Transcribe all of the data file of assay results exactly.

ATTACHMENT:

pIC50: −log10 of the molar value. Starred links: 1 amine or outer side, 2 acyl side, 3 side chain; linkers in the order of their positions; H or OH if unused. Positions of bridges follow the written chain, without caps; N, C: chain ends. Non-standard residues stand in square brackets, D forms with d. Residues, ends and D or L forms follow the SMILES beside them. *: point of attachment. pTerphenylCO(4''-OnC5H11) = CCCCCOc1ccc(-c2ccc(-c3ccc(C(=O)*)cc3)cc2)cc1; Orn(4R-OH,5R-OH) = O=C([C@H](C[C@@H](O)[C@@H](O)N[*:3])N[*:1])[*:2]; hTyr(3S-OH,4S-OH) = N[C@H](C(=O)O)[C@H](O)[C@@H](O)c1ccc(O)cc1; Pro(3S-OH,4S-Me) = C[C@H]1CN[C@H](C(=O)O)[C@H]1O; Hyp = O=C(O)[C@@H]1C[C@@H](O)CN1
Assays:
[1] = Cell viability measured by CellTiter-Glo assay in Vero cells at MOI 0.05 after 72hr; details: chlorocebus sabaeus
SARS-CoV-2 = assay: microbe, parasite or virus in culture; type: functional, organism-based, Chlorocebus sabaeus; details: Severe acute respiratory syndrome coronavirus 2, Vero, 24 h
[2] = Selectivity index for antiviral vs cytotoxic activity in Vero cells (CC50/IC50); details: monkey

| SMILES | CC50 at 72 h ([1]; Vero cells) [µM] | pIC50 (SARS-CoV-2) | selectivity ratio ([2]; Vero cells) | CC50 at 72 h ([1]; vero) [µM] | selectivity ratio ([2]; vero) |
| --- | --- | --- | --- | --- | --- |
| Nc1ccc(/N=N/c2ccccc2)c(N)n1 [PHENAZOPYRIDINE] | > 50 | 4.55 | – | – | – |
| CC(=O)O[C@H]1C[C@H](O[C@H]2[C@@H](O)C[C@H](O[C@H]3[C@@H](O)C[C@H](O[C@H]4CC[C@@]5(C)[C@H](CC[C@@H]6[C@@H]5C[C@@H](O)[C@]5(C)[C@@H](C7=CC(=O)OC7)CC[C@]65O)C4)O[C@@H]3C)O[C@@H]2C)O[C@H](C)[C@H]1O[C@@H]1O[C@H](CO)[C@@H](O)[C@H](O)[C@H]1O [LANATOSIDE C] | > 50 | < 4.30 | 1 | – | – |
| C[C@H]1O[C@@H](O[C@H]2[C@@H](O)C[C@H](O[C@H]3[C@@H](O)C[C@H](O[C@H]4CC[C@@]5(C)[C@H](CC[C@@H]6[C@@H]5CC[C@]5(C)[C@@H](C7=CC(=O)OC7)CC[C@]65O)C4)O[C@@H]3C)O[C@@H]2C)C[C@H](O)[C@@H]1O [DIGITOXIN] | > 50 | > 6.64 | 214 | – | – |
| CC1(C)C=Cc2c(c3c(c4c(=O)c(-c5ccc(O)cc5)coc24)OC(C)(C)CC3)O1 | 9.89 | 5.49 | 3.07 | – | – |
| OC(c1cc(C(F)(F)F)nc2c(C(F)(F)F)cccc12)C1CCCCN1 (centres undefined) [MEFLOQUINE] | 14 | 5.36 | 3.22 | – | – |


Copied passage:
pIC50: −log10 of the molar value. Starred links: 1 amine or outer side, 2 acyl side, 3 side chain; linkers in the order of their positions; H or OH if unused. Positions of bridges follow the written chain, without caps; N, C: chain ends. Non-standard residues stand in square brackets, D forms with d. Residues, ends and D or L forms follow the SMILES beside them. *: point of attachment. pTerphenylCO(4''-OnC5H11) = CCCCCOc1ccc(-c2ccc(-c3ccc(C(=O)*)cc3)cc2)cc1; Orn(4R-OH,5R-OH) = O=C([C@H](C[C@@H](O)[C@@H](O)N[*:3])N[*:1])[*:2]; hTyr(3S-OH,4S-OH) = N[C@H](C(=O)O)[C@H](O)[C@@H](O)c1ccc(O)cc1; Pro(3S-OH,4S-Me) = C[C@H]1CN[C@H](C(=O)O)[C@H]1O; Hyp = O=C(O)[C@@H]1C[C@@H](O)CN1
Assays:
[1] = Cell viability measured by CellTiter-Glo assay in Vero cells at MOI 0.05 after 72hr; details: chlorocebus sabaeus
SARS-CoV-2 = assay: microbe, parasite or virus in culture; type: functional, organism-based, Chlorocebus sabaeus; details: Severe acute respiratory syndrome coronavirus 2, Vero, 24 h
[2] = Selectivity index for antiviral vs cytotoxic activity in Vero cells (CC50/IC50); details: monkey

| SMILES | CC50 at 72 h ([1]; Vero cells) [µM] | pIC50 (SARS-CoV-2) | selectivity ratio ([2]; Vero cells) | CC50 at 72 h ([1]; vero) [µM] | selectivity ratio ([2]; vero) |
| --- | --- | --- | --- | --- | --- |
| Nc1ccc(/N=N/c2ccccc2)c(N)n1 [PHENAZOPYRIDINE] | > 50 | 4.55 | – | – | – |
| CC(=O)O[C@H]1C[C@H](O[C@H]2[C@@H](O)C[C@H](O[C@H]3[C@@H](O)C[C@H](O[C@H]4CC[C@@]5(C)[C@H](CC[C@@H]6[C@@H]5C[C@@H](O)[C@]5(C)[C@@H](C7=CC(=O)OC7)CC[C@]65O)C4)O[C@@H]3C)O[C@@H]2C)O[C@H](C)[C@H]1O[C@@H]1O[C@H](CO)[C@@H](O)[C@H](O)[C@H]1O [LANATOSIDE C] | > 50 | < 4.30 | 1 | – | – |
| C[C@H]1O[C@@H](O[C@H]2[C@@H](O)C[C@H](O[C@H]3[C@@H](O)C[C@H](O[C@H]4CC[C@@]5(C)[C@H](CC[C@@H]6[C@@H]5CC[C@]5(C)[C@@H](C7=CC(=O)OC7)CC[C@]65O)C4)O[C@@H]3C)O[C@@H]2C)C[C@H](O)[C@@H]1O [DIGITOXIN] | > 50 | > 6.64 | 214 | – | – |
| CC1(C)C=Cc2c(c3c(c4c(=O)c(-c5ccc(O)cc5)coc24)OC(C)(C)CC3)O1 | 9.89 | 5.49 | 3.07 | – | – |
| OC(c1cc(C(F)(F)F)nc2c(C(F)(F)F)cccc12)C1CCCCN1 (centres undefined) [MEFLOQUINE] | 14 | 5.36 | 3.22 | – | – |